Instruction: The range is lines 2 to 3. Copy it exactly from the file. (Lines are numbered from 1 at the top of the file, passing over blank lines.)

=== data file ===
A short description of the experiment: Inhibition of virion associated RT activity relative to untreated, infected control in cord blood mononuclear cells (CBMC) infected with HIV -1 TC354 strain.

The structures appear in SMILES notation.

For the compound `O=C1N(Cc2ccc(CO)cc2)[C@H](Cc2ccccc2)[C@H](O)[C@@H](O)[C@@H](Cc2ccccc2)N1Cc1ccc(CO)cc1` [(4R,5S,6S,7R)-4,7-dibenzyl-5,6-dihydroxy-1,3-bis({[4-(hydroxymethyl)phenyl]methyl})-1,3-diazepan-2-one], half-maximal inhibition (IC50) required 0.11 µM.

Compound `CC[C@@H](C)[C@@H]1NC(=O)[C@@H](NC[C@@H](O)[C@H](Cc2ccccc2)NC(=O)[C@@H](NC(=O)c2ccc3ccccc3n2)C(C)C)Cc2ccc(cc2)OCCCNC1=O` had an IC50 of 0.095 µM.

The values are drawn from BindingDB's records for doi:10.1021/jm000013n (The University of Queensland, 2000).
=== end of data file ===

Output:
The structures appear in SMILES notation.

For the compound `O=C1N(Cc2ccc(CO)cc2)[C@H](Cc2ccccc2)[C@H](O)[C@@H](O)[C@@H](Cc2ccccc2)N1Cc1ccc(CO)cc1` [(4R,5S,6S,7R)-4,7-dibenzyl-5,6-dihydroxy-1,3-bis({[4-(hydroxymethyl)phenyl]methyl})-1,3-diazepan-2-one], half-maximal inhibition (IC50) required 0.11 µM.